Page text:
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Manager Seunghee Hur mixes a cocktail at JINBAR in Calgary on March 18, 2021.

Todd Korol/The Globe and Mail

  • JINBAR
  • Location: 24 4 St NE, Calgary
  • Phone: 587-349-9008
  • Website: jinbar.ca
  • Price: $5-$24
  • Cuisine: Contemporary Korean food
  • Atmosphere: Fun, cool and relaxed
  • Drinks on offer: Cocktails, beer and wine
  • Best bets: Crispy chicken skin, wedge salad, sweet and savoury fried chicken, honey butter corn and chips pizza, soft serve with brown sugar tapioca pearls
  • Vegetarian friendly? Yes
  • Additional infomation: Minimal options for gluten-free diners and open for dinner service only (seven days a week).

At this time last year, if I had heard a person say something to the effect of, “You can’t travel the world, so why not travel through food?” I likely would have rolled my eyes. Yet here we are one year later and it’s one of the only things many of us can do to escape. It’s practically all I want to do.

With that sentiment in mind, anyone who’s spent a bit of time in South Korea may feel transported while spending an evening eating and drinking at chef Jinhee Lee’s restaurant, JINBAR. Since opening in November, the charismatic eatery has garnered a reputation for sinfully delicious Korean-style pizzas and fried chicken.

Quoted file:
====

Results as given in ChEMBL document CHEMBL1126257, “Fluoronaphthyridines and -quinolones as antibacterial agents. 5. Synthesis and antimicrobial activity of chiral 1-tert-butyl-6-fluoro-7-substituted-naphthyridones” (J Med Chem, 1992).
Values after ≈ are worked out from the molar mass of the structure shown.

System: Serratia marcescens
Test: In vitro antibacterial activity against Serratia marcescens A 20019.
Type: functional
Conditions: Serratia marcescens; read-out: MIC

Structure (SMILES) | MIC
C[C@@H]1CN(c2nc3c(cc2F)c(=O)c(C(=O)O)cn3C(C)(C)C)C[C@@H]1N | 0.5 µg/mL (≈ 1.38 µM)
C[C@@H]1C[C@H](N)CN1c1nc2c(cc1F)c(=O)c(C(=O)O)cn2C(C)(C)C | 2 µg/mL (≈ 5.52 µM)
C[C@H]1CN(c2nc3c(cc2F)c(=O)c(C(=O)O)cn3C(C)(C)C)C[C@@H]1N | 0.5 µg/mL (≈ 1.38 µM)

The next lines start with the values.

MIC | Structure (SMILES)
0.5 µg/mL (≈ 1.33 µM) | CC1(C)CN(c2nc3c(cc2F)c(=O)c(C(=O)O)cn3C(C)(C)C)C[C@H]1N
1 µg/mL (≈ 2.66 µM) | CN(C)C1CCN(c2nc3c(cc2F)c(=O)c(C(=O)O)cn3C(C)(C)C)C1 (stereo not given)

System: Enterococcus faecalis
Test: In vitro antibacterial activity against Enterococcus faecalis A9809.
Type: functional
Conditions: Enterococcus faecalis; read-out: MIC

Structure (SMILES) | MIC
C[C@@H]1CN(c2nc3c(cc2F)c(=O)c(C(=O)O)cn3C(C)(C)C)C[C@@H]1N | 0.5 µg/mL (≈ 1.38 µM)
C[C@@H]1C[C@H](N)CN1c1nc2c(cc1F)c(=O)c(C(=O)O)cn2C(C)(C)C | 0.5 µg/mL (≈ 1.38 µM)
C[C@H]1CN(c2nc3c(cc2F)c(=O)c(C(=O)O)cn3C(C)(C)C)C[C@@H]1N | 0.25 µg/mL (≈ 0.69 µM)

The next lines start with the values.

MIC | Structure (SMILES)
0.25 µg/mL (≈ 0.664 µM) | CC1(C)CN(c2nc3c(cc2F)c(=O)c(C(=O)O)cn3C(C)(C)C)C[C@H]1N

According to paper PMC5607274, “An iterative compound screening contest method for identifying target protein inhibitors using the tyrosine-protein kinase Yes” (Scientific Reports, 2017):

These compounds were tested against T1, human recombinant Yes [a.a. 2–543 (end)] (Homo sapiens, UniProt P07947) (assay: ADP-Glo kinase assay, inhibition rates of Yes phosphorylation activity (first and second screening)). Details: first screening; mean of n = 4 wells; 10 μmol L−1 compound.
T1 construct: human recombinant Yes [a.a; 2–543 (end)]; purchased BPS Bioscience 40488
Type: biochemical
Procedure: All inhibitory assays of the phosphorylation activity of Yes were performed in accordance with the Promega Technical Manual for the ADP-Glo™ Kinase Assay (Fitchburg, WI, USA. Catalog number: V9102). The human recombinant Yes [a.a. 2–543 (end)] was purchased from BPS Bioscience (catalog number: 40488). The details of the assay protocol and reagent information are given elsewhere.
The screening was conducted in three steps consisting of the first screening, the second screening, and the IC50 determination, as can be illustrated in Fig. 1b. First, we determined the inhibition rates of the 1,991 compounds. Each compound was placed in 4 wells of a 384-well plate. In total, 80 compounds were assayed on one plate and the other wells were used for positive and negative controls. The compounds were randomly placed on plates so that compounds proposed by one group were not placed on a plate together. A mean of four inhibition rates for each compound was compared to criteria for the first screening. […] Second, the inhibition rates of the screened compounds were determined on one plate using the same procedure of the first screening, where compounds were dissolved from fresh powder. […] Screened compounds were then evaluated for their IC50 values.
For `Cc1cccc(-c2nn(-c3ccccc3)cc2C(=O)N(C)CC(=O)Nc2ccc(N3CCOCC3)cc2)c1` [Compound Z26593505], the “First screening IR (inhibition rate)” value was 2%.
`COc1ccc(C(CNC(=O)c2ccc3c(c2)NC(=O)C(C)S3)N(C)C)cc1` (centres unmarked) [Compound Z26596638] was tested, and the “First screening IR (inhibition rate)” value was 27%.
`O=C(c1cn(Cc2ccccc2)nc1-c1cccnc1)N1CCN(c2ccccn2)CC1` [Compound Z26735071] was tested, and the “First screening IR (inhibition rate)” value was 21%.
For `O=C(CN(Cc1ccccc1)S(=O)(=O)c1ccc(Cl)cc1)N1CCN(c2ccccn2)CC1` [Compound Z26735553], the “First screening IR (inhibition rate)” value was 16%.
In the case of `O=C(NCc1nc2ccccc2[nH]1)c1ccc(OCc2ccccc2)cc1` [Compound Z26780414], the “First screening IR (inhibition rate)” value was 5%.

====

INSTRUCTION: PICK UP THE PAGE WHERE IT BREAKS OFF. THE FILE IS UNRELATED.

Being an industry veteran since her days at Hotel Arts’ Raw Bar, followed by a chef de cuisine role at Foreign Concept and her near-winning stint on Top Chef Canada Season 6, Ms. Lee is not only a household name in Calgary, but in all of Canada. Many would argue that the chef’s reputation for creating dynamic food precedes her, especially when it comes to elegant, highly composed plates of food. With JINBAR, though, she leans into her love of comfort food, and it’s fun to watch the chef have, well, fun with her food.

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Sweet and savoury fried chicken, wedge salad and sweet corn pizza with gin cocktails at JINBAR.

Todd Korol/The Globe and Mail

The space itself – on the cusp of Bridgeland, just off the corner of Edmonton Trail and Memorial Drive – has a long history within Calgary’s food scene, most notably operating as the award-winning Italian restaurant Il Sogno from 2000 to 2015. Since then, it has had four restaurants: Whitehall (2015-17), Elwood and the Rabbit (2018), Waalflower Kitchen & Cocktails (2019-20) and now JINBAR.

After a rotating door of concepts, it seems as though Ms. Lee’s restaurant is the one that is sticking, and I am happy to see it.

Upon walking into the space for the first time, I was thoroughly impressed with how it felt. Subdued lighting, an upbeat playlist and plenty of small groups of people chattering at high-top tables in the bar area – separated by copious plexiglass, of course – help set the tone for a fun night.

The cool purple glow of a neon sign behind the bar reads “Cocktails & Dreams.” It has caught my eye on every visit; the statement somehow feels so fitting, even to be lucky enough to dine in a restaurant during these continued odd times.

A sleeper hit on the menu here is the wedge salad.

Todd Korol/The Globe and Mail

The wine list here is concise, but complementary to the menu’s primarily salty, fried eats. Over the past year, I’ve had minimal dirty gin martinis out on the town, so it’s a treat to sip one here that is perfectly balanced with just enough vermouth.